The film opens with Natasha freshly on the run after the events of Civil War. Despite this in the background, the whole story of Black Widow stems from a three-year period of time wherein young Natasha and staged little sister Yelena Belova were part of an undercover Russian family playing American in Ohio in the 1990s. Their “parents” were supersoldier “Red Guardian” Alexei Shostakov and scientist and Black Widow Melina Vostokoff. After their return to Russia, the family goes separate ways, and Natasha and Yelena are sent separately through the Black Widow program. While reflecting on her parallel feelings surrounding the Avengers break-up, she is forcefully reunited with Yelena, who has just recently broken free of chemical mind control as a Black Widow. By attempting to hide the mind control antidote with Natasha, the two inadvertently end up in the same cross-hairs of the mysterious and foreboding villain, Taskmaster, and hatch a plan to take down the Red Room and its leader Dreykov. While both women were notably successful and prolific assassins, the real “red ledger” focus on Natasha in the movie is her supposed murder of Dreykov’s young daughter in her assassination attempt on him as part of her entrance to S.H.I.E.L.D.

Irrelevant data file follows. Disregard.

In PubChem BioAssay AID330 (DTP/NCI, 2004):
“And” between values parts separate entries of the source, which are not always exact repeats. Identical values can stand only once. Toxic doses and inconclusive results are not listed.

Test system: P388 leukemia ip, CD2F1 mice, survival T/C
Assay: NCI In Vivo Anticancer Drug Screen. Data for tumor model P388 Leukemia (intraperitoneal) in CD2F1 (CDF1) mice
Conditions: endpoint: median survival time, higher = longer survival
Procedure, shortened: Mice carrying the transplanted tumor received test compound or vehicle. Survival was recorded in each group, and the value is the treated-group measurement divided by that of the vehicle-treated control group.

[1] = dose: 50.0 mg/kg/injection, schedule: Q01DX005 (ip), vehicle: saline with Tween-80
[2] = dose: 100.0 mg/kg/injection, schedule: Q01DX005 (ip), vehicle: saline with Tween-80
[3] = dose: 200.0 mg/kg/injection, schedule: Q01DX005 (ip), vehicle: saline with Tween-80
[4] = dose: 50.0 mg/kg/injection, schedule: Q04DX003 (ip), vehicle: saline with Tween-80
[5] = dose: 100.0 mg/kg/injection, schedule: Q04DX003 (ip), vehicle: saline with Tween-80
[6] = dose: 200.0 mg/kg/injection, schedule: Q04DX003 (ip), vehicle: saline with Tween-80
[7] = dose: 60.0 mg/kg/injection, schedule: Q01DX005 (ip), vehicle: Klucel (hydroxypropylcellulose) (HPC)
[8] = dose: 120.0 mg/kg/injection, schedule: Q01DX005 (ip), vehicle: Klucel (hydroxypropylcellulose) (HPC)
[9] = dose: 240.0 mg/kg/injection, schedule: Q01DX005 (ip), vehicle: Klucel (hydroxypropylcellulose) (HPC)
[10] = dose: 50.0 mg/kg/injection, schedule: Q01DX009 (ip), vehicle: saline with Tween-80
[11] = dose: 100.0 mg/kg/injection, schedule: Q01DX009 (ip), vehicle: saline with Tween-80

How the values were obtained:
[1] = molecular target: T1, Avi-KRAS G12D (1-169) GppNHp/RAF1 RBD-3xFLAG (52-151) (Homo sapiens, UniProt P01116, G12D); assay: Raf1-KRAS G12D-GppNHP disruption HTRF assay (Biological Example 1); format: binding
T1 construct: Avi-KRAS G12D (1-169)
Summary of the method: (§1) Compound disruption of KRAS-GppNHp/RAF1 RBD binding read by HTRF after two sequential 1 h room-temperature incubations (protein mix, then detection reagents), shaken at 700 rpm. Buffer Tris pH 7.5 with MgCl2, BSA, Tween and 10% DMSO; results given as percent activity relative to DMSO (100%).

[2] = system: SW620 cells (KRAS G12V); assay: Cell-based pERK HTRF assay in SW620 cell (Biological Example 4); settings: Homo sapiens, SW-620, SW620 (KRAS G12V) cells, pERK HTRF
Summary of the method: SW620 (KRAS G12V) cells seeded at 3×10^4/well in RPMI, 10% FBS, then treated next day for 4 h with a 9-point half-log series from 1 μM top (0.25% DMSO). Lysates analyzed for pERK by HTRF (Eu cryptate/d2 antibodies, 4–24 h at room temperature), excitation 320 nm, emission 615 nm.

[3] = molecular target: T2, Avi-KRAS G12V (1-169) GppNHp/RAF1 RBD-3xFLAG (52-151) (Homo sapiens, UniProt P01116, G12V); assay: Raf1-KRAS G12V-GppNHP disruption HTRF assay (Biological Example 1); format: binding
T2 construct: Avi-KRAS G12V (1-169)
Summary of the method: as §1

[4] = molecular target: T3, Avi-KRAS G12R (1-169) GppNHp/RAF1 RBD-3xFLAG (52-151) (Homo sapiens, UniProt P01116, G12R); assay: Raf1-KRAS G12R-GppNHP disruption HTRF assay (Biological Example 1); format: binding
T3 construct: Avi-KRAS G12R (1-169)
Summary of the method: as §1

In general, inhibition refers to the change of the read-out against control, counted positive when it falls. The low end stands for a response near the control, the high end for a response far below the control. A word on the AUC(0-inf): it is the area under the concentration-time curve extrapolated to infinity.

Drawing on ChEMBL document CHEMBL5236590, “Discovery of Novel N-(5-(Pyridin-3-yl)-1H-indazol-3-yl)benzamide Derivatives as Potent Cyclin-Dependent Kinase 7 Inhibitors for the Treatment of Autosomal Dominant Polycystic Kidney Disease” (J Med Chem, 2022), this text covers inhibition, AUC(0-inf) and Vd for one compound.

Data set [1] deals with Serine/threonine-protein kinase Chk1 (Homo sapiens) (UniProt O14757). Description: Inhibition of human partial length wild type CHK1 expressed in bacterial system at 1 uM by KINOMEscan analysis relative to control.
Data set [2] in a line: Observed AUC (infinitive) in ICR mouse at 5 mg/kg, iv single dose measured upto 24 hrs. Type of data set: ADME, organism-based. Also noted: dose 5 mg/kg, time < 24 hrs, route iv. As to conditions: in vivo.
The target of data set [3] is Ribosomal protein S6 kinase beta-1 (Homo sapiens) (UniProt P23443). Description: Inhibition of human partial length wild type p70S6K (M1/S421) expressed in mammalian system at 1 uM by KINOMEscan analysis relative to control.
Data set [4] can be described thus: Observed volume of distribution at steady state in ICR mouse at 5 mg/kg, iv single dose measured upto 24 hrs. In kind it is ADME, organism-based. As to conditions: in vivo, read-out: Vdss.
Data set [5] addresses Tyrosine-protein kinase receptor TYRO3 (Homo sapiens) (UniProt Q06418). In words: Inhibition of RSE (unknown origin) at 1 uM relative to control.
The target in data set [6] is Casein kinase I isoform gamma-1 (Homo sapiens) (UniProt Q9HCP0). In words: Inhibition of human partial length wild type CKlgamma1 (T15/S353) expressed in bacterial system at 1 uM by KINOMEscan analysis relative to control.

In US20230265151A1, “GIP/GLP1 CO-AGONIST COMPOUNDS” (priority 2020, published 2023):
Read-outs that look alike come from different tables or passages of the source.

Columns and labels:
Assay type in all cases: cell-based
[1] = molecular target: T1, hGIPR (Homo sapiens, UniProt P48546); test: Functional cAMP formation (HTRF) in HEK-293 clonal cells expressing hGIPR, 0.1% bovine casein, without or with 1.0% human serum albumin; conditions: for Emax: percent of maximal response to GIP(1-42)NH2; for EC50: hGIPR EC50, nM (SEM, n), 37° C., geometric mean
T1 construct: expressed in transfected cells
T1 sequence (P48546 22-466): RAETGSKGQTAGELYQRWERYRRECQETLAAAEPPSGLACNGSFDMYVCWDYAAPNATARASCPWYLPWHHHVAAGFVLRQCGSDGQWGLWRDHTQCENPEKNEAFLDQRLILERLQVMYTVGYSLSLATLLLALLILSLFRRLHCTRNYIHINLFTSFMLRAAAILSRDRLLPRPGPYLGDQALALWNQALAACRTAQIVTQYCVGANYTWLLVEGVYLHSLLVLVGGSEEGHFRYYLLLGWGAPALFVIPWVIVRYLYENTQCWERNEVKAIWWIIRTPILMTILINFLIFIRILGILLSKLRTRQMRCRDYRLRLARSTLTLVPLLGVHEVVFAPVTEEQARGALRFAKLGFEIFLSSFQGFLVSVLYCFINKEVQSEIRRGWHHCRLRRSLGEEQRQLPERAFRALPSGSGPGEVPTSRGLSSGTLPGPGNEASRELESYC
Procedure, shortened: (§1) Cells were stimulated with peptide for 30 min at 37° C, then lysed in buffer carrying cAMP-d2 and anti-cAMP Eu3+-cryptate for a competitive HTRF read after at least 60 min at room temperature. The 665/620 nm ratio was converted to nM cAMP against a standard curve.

From here, the plot is relatively predictable and straightforward. The real work in Black Widow comes from the characters. As the original “family” reunites, it is obvious how strong the chemistry between the four is, but Natasha and Yelena’s relationship definitely shines brighter than any other. Natasha is ultimately arguably the most ordinary, or perhaps, mentally balanced of any of the primary characters. She’s serious, practical, morally upright, and goal-oriented. Yelena is similar, but she is still so close to her mind-controlled Black Widow past that she is much rougher around the edges. Still, her dry sense of humor and proclivity to make light of serious situations makes her extremely likable without diminishing her edge. Alexei is almost entirely a gag both as a washed-up Russian superhero who fantasizes about being superior to a Captain America who knows nothing about him and a terrible goofy father figure. Melina is so deadpan that at times the character comes close to being bland, but her flatly delivered humor lands at the right moments and does well to complete and balance the quad of characters.